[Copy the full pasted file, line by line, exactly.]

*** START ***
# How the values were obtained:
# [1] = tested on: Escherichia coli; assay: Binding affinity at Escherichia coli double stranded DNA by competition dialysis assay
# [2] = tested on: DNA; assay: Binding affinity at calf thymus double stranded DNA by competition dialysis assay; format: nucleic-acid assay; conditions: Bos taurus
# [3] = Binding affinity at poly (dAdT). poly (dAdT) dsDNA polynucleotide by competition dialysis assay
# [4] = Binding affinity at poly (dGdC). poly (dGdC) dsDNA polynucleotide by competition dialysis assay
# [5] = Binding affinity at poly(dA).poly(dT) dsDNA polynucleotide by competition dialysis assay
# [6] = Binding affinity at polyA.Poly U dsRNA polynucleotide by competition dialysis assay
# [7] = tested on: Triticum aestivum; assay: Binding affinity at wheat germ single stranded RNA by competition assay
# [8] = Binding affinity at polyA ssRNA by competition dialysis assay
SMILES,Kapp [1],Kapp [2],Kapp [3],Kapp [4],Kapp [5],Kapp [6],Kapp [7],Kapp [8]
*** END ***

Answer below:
# How the values were obtained:
# [1] = tested on: Escherichia coli; assay: Binding affinity at Escherichia coli double stranded DNA by competition dialysis assay
# [2] = tested on: DNA; assay: Binding affinity at calf thymus double stranded DNA by competition dialysis assay; format: nucleic-acid assay; conditions: Bos taurus
# [3] = Binding affinity at poly (dAdT). poly (dAdT) dsDNA polynucleotide by competition dialysis assay
# [4] = Binding affinity at poly (dGdC). poly (dGdC) dsDNA polynucleotide by competition dialysis assay
# [5] = Binding affinity at poly(dA).poly(dT) dsDNA polynucleotide by competition dialysis assay
# [6] = Binding affinity at polyA.Poly U dsRNA polynucleotide by competition dialysis assay
# [7] = tested on: Triticum aestivum; assay: Binding affinity at wheat germ single stranded RNA by competition assay
# [8] = Binding affinity at polyA ssRNA by competition dialysis assay
SMILES,Kapp [1],Kapp [2],Kapp [3],Kapp [4],Kapp [5],Kapp [6],Kapp [7],Kapp [8]